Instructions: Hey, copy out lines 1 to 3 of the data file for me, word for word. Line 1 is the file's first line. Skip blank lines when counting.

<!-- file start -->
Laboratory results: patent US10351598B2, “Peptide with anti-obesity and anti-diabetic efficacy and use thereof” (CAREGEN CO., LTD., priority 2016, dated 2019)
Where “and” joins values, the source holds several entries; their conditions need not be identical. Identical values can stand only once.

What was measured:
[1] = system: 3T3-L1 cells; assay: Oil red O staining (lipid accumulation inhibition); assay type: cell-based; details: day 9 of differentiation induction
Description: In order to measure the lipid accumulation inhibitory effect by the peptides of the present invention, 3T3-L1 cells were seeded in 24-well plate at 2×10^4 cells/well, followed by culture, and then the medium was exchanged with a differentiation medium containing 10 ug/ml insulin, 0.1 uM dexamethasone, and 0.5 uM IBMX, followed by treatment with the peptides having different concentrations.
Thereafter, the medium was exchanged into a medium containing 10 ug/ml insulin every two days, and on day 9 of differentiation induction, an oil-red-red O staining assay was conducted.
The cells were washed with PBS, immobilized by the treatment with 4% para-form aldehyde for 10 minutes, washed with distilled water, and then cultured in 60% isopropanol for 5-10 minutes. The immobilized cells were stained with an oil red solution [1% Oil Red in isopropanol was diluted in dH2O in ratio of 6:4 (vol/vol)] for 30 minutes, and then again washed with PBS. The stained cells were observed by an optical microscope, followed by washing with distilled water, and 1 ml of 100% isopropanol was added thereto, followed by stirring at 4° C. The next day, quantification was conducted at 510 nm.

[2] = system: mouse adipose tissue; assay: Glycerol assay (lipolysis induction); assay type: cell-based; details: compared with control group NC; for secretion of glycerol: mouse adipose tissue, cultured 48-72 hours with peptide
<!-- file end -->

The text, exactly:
Laboratory results: patent US10351598B2, “Peptide with anti-obesity and anti-diabetic efficacy and use thereof” (CAREGEN CO., LTD., priority 2016, dated 2019)
Where “and” joins values, the source holds several entries; their conditions need not be identical. Identical values can stand only once.

What was measured: